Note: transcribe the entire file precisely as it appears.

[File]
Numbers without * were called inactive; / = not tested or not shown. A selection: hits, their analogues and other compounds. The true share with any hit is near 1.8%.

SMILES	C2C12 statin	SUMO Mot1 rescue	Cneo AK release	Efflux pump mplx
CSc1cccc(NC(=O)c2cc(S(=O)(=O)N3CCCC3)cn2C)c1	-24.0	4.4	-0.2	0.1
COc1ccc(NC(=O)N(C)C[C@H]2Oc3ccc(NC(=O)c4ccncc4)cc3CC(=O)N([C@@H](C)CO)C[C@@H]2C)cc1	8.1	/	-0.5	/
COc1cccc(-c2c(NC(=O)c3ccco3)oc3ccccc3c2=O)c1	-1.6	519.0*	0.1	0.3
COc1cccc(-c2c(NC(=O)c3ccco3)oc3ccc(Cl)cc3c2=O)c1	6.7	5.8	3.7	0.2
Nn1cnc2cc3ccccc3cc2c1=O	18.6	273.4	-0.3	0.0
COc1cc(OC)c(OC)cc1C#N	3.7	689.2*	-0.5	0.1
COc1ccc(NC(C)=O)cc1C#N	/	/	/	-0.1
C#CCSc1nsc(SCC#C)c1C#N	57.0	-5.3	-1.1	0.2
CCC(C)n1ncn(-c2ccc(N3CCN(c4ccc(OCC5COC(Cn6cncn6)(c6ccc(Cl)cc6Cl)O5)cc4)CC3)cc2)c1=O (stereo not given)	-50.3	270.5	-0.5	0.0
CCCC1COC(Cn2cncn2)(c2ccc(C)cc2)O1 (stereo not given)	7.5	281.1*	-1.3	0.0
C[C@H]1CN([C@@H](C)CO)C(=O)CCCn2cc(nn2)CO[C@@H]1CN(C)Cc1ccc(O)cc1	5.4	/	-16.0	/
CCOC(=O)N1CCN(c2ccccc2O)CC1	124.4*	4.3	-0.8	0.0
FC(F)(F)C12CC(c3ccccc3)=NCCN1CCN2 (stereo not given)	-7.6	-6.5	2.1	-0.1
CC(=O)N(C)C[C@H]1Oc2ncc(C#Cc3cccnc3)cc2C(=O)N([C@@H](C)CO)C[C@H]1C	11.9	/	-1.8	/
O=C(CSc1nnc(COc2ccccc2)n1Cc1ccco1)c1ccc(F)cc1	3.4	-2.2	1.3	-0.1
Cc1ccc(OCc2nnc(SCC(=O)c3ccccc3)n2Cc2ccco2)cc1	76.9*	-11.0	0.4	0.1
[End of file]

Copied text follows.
Numbers without * were called inactive; / = not tested or not shown. A selection: hits, their analogues and other compounds. The true share with any hit is near 1.8%.

SMILES	C2C12 statin	SUMO Mot1 rescue	Cneo AK release	Efflux pump mplx
CSc1cccc(NC(=O)c2cc(S(=O)(=O)N3CCCC3)cn2C)c1	-24.0	4.4	-0.2	0.1
COc1ccc(NC(=O)N(C)C[C@H]2Oc3ccc(NC(=O)c4ccncc4)cc3CC(=O)N([C@@H](C)CO)C[C@@H]2C)cc1	8.1	/	-0.5	/
COc1cccc(-c2c(NC(=O)c3ccco3)oc3ccccc3c2=O)c1	-1.6	519.0*	0.1	0.3
COc1cccc(-c2c(NC(=O)c3ccco3)oc3ccc(Cl)cc3c2=O)c1	6.7	5.8	3.7	0.2
Nn1cnc2cc3ccccc3cc2c1=O	18.6	273.4	-0.3	0.0
COc1cc(OC)c(OC)cc1C#N	3.7	689.2*	-0.5	0.1
COc1ccc(NC(C)=O)cc1C#N	/	/	/	-0.1
C#CCSc1nsc(SCC#C)c1C#N	57.0	-5.3	-1.1	0.2
CCC(C)n1ncn(-c2ccc(N3CCN(c4ccc(OCC5COC(Cn6cncn6)(c6ccc(Cl)cc6Cl)O5)cc4)CC3)cc2)c1=O (stereo not given)	-50.3	270.5	-0.5	0.0
CCCC1COC(Cn2cncn2)(c2ccc(C)cc2)O1 (stereo not given)	7.5	281.1*	-1.3	0.0
C[C@H]1CN([C@@H](C)CO)C(=O)CCCn2cc(nn2)CO[C@@H]1CN(C)Cc1ccc(O)cc1	5.4	/	-16.0	/
CCOC(=O)N1CCN(c2ccccc2O)CC1	124.4*	4.3	-0.8	0.0
FC(F)(F)C12CC(c3ccccc3)=NCCN1CCN2 (stereo not given)	-7.6	-6.5	2.1	-0.1
CC(=O)N(C)C[C@H]1Oc2ncc(C#Cc3cccnc3)cc2C(=O)N([C@@H](C)CO)C[C@H]1C	11.9	/	-1.8	/
O=C(CSc1nnc(COc2ccccc2)n1Cc1ccco1)c1ccc(F)cc1	3.4	-2.2	1.3	-0.1
Cc1ccc(OCc2nnc(SCC(=O)c3ccccc3)n2Cc2ccco2)cc1	76.9*	-11.0	0.4	0.1